The sampling was done on a Bösendorfer Imperial grand, and the fine-tuning of nuances and dynamics carried out on a computer. You can find his work at pianosociety.com, where he suggests that his performance of Bach’s Well-Tempered Clavier may be “the most listened to account of the Well-Tempered on the internet, with about one million downloads of individual preludes and fugues”. He obviously hasn’t checked out YouTube.
In all honesty, the big benefits of amateur performers are rarely for listeners or audiences, but rather for the players themselves. It was, I think, the pianist and scholar Charles Rosen who pointed out that the fullest and most balanced way of experiencing Bach’s keyboard music was not by listening to it, but by playing it. Musicians playing fugues for an audience typically go out of their way to emphasise the most important line in a tangle of counterpoint. It’s a kind of distorted musical didacticism that someone playing for themselves has no need of. When you’re in the middle of making all the sounds yourself, you don’t have to accentuate anything for anyone else’s benefit. You know what’s there without having to have it pointed out to you. It’s a bit like the difference between reading a book in your head, and reading it out loud.
Rusbridger laments the way recordings and radio have destroyed the kind of domestic music-making that used to be based around the piano in the living room. It still hangs on, however, and part of my youth was devoted to chamber-music sessions where music students mixed with builders, teachers, dentists, draughtsmen, architects and accountants and the odd music-hungry professional.
Amateur pianism appears to be on the up, and has even jumped on the competition bandwagon. The joint winners of Pianist magazine’s Amateur Piano Competition last August were Thomas Yu (a Canadian periodontist) and Robert Finley (a retired electronics engineer from Massachusetts). There’s now also a Van Cliburn International Piano Competition for Outstanding Amateurs and a Cliburn Amateur Piano Video Contest, and you can check out the growth in this kind of enterprise at amateurpianists.org.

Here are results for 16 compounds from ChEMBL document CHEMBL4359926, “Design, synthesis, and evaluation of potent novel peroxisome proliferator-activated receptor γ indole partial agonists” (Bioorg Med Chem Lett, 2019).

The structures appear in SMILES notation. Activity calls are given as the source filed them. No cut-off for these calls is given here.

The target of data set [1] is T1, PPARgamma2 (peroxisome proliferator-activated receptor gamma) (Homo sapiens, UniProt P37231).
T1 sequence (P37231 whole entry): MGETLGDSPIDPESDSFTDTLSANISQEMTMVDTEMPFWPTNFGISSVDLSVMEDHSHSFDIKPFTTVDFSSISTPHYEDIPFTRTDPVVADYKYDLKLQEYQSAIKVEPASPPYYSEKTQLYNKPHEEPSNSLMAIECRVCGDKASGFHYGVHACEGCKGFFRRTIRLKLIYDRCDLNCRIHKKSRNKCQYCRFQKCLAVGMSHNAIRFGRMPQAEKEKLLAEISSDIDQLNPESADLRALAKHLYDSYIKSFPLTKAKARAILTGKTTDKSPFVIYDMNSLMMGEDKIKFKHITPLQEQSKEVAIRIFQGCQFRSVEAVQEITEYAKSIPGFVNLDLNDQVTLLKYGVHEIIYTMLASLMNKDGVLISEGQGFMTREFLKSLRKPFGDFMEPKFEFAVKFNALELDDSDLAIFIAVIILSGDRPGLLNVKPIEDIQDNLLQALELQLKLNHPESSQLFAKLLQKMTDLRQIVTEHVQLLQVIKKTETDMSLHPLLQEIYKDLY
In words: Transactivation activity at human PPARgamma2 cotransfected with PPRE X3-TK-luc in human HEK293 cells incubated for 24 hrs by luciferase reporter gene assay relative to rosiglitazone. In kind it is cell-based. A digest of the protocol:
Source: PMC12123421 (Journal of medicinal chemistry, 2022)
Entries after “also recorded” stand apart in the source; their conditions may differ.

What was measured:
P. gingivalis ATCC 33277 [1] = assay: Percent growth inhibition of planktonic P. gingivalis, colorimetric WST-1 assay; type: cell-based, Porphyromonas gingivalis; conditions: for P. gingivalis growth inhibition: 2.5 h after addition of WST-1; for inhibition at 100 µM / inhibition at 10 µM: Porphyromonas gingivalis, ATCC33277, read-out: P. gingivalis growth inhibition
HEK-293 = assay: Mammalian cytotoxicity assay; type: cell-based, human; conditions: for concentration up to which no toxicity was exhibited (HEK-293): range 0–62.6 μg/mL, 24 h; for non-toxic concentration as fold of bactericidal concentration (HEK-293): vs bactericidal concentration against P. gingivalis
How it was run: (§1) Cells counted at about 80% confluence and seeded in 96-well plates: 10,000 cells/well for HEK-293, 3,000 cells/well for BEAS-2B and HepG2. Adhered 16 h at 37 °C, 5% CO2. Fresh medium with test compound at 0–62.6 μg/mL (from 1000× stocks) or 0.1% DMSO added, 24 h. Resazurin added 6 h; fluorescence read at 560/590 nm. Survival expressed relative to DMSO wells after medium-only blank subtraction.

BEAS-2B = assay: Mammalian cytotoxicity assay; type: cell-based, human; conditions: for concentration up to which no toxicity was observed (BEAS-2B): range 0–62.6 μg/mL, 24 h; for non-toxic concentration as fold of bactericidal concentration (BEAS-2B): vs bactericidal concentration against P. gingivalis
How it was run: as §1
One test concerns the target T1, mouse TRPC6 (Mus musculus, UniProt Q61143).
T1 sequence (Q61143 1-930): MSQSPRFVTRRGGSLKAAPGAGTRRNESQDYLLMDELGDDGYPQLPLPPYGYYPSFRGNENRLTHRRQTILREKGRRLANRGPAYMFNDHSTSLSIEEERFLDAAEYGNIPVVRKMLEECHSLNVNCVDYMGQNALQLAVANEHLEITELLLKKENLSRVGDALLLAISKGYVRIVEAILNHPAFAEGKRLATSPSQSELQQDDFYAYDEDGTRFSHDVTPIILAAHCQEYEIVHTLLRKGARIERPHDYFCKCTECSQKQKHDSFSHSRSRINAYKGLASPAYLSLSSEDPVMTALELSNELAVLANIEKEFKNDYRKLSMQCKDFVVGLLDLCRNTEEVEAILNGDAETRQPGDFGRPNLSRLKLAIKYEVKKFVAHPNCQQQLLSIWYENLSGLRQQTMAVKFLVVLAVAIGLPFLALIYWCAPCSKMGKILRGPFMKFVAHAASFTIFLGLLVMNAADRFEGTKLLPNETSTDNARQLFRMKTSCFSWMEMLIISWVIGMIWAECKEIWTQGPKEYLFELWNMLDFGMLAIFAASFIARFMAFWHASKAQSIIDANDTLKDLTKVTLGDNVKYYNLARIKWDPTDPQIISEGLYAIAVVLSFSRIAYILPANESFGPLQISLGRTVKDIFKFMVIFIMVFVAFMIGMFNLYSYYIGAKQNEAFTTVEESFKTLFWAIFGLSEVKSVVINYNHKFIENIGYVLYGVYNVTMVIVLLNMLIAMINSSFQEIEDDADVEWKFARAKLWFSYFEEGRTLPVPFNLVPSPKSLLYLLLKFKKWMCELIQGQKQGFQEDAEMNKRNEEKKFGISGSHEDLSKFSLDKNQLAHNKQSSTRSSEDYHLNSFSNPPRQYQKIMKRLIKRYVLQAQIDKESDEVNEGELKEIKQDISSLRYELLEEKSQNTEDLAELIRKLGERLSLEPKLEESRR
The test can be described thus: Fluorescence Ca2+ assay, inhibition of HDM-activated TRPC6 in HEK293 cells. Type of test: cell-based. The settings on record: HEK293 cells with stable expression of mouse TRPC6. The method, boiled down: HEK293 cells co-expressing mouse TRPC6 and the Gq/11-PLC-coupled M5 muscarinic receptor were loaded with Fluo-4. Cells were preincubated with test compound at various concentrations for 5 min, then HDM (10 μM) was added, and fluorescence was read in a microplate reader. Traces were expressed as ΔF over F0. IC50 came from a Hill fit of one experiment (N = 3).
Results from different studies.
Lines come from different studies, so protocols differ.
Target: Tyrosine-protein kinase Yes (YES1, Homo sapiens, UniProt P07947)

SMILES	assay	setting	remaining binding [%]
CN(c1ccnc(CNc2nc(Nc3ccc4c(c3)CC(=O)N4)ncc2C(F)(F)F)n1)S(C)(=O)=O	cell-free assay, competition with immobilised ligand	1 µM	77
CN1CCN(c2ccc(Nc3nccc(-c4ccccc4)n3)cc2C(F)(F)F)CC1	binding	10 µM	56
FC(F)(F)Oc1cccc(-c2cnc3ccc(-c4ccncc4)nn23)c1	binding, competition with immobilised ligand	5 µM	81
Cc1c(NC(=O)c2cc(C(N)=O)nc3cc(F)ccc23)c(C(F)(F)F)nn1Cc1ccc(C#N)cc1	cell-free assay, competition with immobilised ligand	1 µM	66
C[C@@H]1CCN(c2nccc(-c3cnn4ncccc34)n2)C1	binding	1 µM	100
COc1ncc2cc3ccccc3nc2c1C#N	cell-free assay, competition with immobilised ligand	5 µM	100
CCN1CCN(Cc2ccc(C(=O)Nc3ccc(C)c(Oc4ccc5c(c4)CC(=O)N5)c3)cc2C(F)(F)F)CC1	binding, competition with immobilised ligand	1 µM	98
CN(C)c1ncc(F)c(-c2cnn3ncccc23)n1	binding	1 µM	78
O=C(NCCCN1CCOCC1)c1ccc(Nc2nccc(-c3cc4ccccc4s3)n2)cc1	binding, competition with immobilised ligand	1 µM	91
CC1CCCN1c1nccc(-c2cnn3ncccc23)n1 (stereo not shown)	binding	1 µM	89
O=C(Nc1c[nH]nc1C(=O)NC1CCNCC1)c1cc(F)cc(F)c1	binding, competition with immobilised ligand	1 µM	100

Concerts involving amateur choirs outnumber those by professionals in any country you care to think of. And although amateur orchestras may perform only a handful of times a year, there are far more of them than there are professional orchestras. Czech emigré composer Karel Husa wrote his Music for Prague 1968 in response to the Soviet invasion of his native country. He wrote it for the kind of symphonic band you’ll find in schools across the US. By the time it came to be heard in Prague itself, in February 1990, it had received more than 7,000 performances around the world.
As long ago as the 1930s, Virgil Thomson estimated that in the US there were around 30,000 orchestras “connected with educational institutions and with the amateur musical life of neighbourhoods and of semirural communities”. And that was before the youth-orchestra movement took off in earnest. The most unusual amateur orchestra that I’ve come across is the Orchester der deutschen Kinderärzte (Orchestra of German Pediatricians), which very respectably recorded Brahms’s Second Piano Concerto with the celebrated Austrian pianist Paul Badura-Skoda.
Alan, you are not alone.